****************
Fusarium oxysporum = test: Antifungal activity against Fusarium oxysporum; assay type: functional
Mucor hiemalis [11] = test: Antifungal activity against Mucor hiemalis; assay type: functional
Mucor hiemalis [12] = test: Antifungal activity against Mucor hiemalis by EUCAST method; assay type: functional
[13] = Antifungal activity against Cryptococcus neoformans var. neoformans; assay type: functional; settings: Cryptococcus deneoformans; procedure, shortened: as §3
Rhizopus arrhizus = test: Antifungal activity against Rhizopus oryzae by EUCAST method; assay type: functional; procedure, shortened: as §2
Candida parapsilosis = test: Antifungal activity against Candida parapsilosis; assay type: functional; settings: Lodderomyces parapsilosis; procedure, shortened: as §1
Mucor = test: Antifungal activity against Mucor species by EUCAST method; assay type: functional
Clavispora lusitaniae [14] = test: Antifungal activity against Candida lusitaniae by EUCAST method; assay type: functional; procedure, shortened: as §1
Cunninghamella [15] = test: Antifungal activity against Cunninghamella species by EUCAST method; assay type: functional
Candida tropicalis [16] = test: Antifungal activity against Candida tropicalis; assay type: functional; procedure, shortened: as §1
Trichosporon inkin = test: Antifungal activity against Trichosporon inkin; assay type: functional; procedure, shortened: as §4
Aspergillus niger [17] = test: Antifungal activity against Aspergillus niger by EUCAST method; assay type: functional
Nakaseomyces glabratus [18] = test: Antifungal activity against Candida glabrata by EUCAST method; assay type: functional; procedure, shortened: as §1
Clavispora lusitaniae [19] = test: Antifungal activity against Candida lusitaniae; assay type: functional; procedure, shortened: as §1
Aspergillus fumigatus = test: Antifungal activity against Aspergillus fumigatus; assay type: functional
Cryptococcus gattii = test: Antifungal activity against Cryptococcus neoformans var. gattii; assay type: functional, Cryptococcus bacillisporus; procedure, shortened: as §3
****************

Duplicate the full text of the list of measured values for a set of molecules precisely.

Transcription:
Fusarium oxysporum = test: Antifungal activity against Fusarium oxysporum; assay type: functional
Mucor hiemalis [11] = test: Antifungal activity against Mucor hiemalis; assay type: functional
Mucor hiemalis [12] = test: Antifungal activity against Mucor hiemalis by EUCAST method; assay type: functional
[13] = Antifungal activity against Cryptococcus neoformans var. neoformans; assay type: functional; settings: Cryptococcus deneoformans; procedure, shortened: as §3
Rhizopus arrhizus = test: Antifungal activity against Rhizopus oryzae by EUCAST method; assay type: functional; procedure, shortened: as §2
Candida parapsilosis = test: Antifungal activity against Candida parapsilosis; assay type: functional; settings: Lodderomyces parapsilosis; procedure, shortened: as §1
Mucor = test: Antifungal activity against Mucor species by EUCAST method; assay type: functional
Clavispora lusitaniae [14] = test: Antifungal activity against Candida lusitaniae by EUCAST method; assay type: functional; procedure, shortened: as §1
Cunninghamella [15] = test: Antifungal activity against Cunninghamella species by EUCAST method; assay type: functional
Candida tropicalis [16] = test: Antifungal activity against Candida tropicalis; assay type: functional; procedure, shortened: as §1
Trichosporon inkin = test: Antifungal activity against Trichosporon inkin; assay type: functional; procedure, shortened: as §4
Aspergillus niger [17] = test: Antifungal activity against Aspergillus niger by EUCAST method; assay type: functional
Nakaseomyces glabratus [18] = test: Antifungal activity against Candida glabrata by EUCAST method; assay type: functional; procedure, shortened: as §1
Clavispora lusitaniae [19] = test: Antifungal activity against Candida lusitaniae; assay type: functional; procedure, shortened: as §1
Aspergillus fumigatus = test: Antifungal activity against Aspergillus fumigatus; assay type: functional
Cryptococcus gattii = test: Antifungal activity against Cryptococcus neoformans var. gattii; assay type: functional, Cryptococcus bacillisporus; procedure, shortened: as §3